The return of Chris Paul was the big story heading into Game 3 of the Western Conference Semifinals between the Los Angeles Clippers and Houston Rockets. After the final buzzer, most people had shifted their attention to the play of his backup.
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Reserve guard Austin Rivers, much-derided son of head coach Doc Rivers, scored 15 points in the third quarter — 13 of which came during a closing 18-0 run — on his way to a playoff career-high 25 to help key the Clippers' eventual 124-99 blowout victory. It was a surprising, very impressive performance that has to be seen to be believed:
The Clippers were up just 81-76 before Rivers knocked down a three-pointer to start the run with 3:15 remaining in the third. Yet it didn't end with the end-of-quarter buzzer — the Clippers also scored the first five points of the fourth for a 23-0 run that gave them a commanding 104-76 lead. A Rivers three provided a fitting bookend to the run with 10:57 left in regulation. By that point, he was playing so well that it didn't seem totally crazy for him to steal Rockets star James Harden's "stirring the pot" celebration:
The Rockets were in no real position to retaliate. The Clippers got the lead up to as many as 32 points before finishing with their 25-point victory, the second largest final margin in the West this postseason behind their own 27-point loss to the San Antonio Spurs in Game 3 of the first round.
Yet Rivers's big night was just one of many excellent individual performances on a terrific night for the Clippers. J.J. Redick bounced back from a rough Game 2 (12 points on 3-of-10 shooting) to go 11-of-14 from the field and 5-of-6 from beyond the arc for 31 points, besting his previous playoff career high of 22. For one of the only times so far this postseason, the Clippers did not need a dominant night from Blake Griffin (22 points on 10-of-20 FG with 14 rebounds).
Paul's return from a two-game layoff had a lot to do with the team-wide success. Although the all-world point guard did not appear close to full strength due to his pulled left hamstring, he mixed speeds with arguably greater success than he did in his phenomenal Game 7 vs. San Antonio. Paul started and put up four points (2-of-6 FG) and five assists in eight first-quarter minutes, proving that he could make an impact on the series even in a diminished state. The Clippers responded in kind with strong shooting (including 4-of-9 from beyond the arc) for 33 points and a nine-point lead after one.
The Rockets won the second quarter 33-31, but it's hard to say that the structure of the game shifted to their benefit. After shooting 64 free throws in their Game 2 win, Houston managed a respectable 15 freebies in the first half. However, they came from just two players (nine for the intentionally fouled Dwight Howard, six for forward Terrence Jones) with none for Harden, whose ability to get to the line is a strong indicator of the health of the offense. If not for three three-pointers from Jason Terry in the final 4:15 of the half, the Rockets might have gone into the break at a serious deficit.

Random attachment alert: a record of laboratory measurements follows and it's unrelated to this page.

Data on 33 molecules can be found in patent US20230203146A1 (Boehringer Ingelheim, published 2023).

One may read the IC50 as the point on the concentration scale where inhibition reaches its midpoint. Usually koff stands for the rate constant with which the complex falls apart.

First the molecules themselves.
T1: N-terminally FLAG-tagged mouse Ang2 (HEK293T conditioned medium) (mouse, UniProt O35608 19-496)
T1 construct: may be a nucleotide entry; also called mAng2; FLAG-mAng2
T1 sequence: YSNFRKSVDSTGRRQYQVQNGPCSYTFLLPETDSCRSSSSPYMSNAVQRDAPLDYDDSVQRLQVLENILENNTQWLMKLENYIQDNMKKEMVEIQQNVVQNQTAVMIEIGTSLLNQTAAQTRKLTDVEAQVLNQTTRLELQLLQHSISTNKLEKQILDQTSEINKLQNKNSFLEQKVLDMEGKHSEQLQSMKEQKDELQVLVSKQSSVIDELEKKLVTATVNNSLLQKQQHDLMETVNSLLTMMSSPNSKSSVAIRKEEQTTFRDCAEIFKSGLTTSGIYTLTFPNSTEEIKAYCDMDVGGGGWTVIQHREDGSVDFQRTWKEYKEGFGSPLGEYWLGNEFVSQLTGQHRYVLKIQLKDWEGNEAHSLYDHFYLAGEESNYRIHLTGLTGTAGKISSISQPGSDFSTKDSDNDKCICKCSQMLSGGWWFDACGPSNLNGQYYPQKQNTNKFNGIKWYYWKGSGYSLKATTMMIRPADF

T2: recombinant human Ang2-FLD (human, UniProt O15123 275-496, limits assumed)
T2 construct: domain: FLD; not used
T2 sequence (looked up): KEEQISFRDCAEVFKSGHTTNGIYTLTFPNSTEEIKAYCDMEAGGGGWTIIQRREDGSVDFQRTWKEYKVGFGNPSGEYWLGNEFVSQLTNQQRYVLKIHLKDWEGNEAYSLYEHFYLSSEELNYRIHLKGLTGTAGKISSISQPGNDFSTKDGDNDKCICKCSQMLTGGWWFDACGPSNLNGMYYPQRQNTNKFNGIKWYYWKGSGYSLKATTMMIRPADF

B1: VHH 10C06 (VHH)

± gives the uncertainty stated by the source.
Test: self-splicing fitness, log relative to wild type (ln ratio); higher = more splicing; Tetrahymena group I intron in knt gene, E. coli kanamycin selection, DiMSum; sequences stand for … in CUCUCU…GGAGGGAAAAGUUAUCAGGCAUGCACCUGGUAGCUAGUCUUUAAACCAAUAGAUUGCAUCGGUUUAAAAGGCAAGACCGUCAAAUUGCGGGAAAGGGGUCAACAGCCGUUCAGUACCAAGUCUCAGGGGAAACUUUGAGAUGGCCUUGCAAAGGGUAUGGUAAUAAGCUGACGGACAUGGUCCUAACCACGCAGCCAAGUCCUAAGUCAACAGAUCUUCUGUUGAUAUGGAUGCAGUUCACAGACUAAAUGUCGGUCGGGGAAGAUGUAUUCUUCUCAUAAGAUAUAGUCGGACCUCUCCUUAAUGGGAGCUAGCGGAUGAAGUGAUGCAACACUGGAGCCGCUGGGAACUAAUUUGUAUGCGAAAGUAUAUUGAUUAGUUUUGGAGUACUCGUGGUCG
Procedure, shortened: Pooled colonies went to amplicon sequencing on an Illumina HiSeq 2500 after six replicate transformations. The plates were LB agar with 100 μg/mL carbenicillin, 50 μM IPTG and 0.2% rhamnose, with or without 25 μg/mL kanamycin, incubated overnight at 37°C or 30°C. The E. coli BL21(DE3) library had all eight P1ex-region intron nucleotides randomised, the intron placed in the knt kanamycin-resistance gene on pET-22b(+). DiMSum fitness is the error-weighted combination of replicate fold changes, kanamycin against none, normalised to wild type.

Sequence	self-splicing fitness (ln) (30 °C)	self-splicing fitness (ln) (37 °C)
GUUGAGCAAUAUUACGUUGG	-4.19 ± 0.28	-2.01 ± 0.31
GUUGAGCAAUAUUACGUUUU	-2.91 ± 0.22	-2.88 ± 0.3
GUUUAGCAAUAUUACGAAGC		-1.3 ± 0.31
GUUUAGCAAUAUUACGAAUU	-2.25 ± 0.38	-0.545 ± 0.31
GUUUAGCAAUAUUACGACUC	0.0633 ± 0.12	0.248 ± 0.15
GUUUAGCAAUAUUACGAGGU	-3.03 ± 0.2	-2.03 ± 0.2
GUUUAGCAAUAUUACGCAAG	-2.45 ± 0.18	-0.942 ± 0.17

That's largely because the Clippers offense was succeeding with little resistance. CP3 did little in the second quarter, but the hosts continued to hum with a great showing from Redick (16 points on seven shots) and a now-expected line from Griffin (13 points and eight rebounds). The balance lacking in Game 2 showed up early in Game 3, and the Clippers headed into the half with a 64-57 lead.
It looked for a time that the Rockets would take them to the wire. A 7-2 run (including Harden's first two free throws) over the first 2:24 of the second half brought Houston to within just three points and seemed to herald an improvement in ball movement and quick decision-making.
Unfortunately for them, whatever opportunity the Rockets had ended with the quarter-closing run and Rivers's unexpected dominance. The third-year pro has become a walking punchline throughout the past few months for several reasons — the fact that his father traded a lot to obtain him at the deadline, his propensity to take low-percentage shots, etc. — but he has played pretty well in these playoffs and proved essential to a huge Game 5 win at San Antonio in the first round. With Paul back, it's enough for Rivers to contribute instant offense and provide another scoring threat from the team's thin bench. Oh, and it doesn't hurt when he plays so well that an ailing CP3 only has to see the court for 23 minutes.
Houston got no such game-changing performance. While Harden finished with a solid line (25 points on 8-of-16 FG and 5-of-5 FT), those numbers belie the fact that he did not control the game's offensive flow like he did so many times throughout this regular season. When Harden hasn't dominated, the Rockets just haven't received the performances necessary to win games like this one against teams in near-championship form. The three-happy squad has yet to shoot better than 33 percent from deep in this series, and they have become very reliant on the play of Harden and Howard. And although it's nice that Jason Terry and Corey Brewer combined for 24 points on 10-of-18 shooting, that's just not enough in Game 3 of the conference semis. Fans are much more likely to remember Terry's fourth-quarter ejection for this boneheaded push of Blake Griffin:
Despite the Rockets' series-tying win on Wednesday, the Clippers have appeared in control of this series if only because they seem to be playing with the greater urgency and flair. It was remarkable that they did so in the first two games without Paul, but now that he's playing again they appear to have an obvious upper hand. This series is far from over, to be sure. Nevertheless, Sunday's Game 4 will be a gut check for the Rockets. If they don't show up, they may not be long for the postseason.
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